On Friday October 25th, 2019, the Nova Scotia EdGEO Workshop Committee organized a workshop entitled “Gold mining in Nova Scotia: environmental and economic impacts” as part of the annual Association of Science Teachers (AST) conference.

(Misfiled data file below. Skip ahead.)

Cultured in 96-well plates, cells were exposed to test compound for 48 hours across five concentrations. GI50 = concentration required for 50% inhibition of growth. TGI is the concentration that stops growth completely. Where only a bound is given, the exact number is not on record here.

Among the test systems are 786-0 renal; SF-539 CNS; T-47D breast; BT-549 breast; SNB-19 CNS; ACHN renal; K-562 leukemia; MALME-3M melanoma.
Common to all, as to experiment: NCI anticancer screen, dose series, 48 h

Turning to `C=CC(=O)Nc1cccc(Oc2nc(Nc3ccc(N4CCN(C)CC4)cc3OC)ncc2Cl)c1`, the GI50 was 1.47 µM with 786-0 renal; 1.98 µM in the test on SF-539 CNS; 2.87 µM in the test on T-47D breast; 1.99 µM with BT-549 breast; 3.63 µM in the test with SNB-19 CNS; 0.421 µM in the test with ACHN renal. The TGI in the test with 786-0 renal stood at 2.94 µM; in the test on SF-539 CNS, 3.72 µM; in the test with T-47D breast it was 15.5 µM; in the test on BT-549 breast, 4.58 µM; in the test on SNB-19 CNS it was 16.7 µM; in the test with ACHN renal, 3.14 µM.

The workshop was led by Mike Parsons who expertly navigated the politically fickle topic of past, present, and future gold mining in the province. The first stop of the day was in Bayers Lake Business Park to investigate the impacts of acid-generating rocks on infrastructure and the environment. The afternoon involved a trip out to Montague Gold Mines to explore the remnants of the mine’s infrastructure (including multiple mining shafts) and to examine what remains of the tailings some 80 plus years after the mine closed. Montague Gold Mines has been in the news recently due to the province’s commitment to clean up the mine, and the arsenic warning signs posted around the area (specifically around the tailings; a popular off road vehicle playground) serve as constant reminders of the necessity of remediation of decrepit mining operations and the need for responsible, sustainable mining practices in the province. A big thank you to Mike for taking the time to lead the field trip, to Lori for helping me organize the workshop and for constantly keeping track of everyone, and to Jennifer Bates for providing invaluable advice throughout the process. Thank you to the National EdGEO committee and AST for providing funding for the workshop.